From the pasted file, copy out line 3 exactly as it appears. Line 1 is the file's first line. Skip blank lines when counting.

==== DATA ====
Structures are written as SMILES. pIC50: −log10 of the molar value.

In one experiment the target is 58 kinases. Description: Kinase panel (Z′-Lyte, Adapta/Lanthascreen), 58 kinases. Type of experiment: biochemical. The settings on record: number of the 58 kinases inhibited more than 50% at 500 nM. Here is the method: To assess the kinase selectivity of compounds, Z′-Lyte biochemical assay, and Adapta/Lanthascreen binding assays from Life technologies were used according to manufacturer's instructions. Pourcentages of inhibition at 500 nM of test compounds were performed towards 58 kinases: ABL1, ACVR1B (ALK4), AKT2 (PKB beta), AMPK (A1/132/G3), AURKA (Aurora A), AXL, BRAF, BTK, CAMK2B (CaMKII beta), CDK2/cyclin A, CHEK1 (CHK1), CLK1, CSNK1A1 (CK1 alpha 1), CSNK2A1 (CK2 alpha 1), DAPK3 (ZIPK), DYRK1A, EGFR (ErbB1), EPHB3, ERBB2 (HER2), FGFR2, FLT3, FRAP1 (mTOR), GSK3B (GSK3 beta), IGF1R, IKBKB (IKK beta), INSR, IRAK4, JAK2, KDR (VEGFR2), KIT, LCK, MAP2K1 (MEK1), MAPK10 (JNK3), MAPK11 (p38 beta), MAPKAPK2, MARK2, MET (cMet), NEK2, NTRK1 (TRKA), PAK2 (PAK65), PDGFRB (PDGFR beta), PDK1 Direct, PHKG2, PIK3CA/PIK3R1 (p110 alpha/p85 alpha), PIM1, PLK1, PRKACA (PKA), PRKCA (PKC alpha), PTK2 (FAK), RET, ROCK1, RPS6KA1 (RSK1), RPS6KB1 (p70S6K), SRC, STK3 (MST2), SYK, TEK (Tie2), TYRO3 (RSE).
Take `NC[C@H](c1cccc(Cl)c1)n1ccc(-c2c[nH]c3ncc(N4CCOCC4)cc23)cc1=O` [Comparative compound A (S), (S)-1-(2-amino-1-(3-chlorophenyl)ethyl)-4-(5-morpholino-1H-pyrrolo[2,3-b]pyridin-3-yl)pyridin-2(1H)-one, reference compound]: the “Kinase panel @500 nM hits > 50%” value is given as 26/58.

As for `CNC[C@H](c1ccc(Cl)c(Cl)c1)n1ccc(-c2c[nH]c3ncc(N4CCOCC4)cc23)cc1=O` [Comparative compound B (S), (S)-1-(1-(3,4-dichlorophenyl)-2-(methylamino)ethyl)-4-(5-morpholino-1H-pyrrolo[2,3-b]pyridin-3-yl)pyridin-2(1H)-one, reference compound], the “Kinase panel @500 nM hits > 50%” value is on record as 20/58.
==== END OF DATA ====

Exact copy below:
Take `NC[C@H](c1cccc(Cl)c1)n1ccc(-c2c[nH]c3ncc(N4CCOCC4)cc23)cc1=O` [Comparative compound A (S), (S)-1-(2-amino-1-(3-chlorophenyl)ethyl)-4-(5-morpholino-1H-pyrrolo[2,3-b]pyridin-3-yl)pyridin-2(1H)-one, reference compound]: the “Kinase panel @500 nM hits > 50%” value is given as 26/58.